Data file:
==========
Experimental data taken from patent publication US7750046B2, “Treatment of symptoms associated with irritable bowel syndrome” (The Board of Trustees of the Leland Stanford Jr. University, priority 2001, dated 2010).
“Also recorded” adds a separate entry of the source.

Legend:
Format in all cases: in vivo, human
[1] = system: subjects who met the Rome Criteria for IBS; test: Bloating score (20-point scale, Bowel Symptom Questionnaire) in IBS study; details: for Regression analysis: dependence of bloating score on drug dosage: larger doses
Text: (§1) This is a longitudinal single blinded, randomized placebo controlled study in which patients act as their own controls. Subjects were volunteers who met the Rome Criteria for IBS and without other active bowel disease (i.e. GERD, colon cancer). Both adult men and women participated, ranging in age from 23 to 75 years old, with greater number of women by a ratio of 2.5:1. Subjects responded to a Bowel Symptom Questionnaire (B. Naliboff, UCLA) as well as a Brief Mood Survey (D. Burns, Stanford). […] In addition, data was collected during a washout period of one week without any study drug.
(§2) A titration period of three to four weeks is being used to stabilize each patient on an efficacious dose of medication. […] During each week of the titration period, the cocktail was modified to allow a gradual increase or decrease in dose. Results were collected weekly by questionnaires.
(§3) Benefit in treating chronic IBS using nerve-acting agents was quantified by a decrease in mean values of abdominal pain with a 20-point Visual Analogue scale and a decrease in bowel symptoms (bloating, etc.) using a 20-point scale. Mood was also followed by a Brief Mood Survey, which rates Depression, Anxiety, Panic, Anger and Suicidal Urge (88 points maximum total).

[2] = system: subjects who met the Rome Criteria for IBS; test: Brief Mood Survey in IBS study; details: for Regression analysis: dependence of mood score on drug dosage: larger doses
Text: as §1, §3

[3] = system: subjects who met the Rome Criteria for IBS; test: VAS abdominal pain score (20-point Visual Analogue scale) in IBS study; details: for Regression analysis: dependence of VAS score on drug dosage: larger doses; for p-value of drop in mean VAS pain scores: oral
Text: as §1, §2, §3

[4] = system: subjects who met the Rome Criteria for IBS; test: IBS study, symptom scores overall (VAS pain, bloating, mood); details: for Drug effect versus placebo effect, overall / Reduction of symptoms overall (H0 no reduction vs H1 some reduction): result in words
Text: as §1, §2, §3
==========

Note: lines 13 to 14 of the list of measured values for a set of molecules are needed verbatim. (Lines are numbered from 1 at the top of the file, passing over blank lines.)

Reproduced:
[4] = system: subjects who met the Rome Criteria for IBS; test: IBS study, symptom scores overall (VAS pain, bloating, mood); details: for Drug effect versus placebo effect, overall / Reduction of symptoms overall (H0 no reduction vs H1 some reduction): result in words
Text: as §1, §2, §3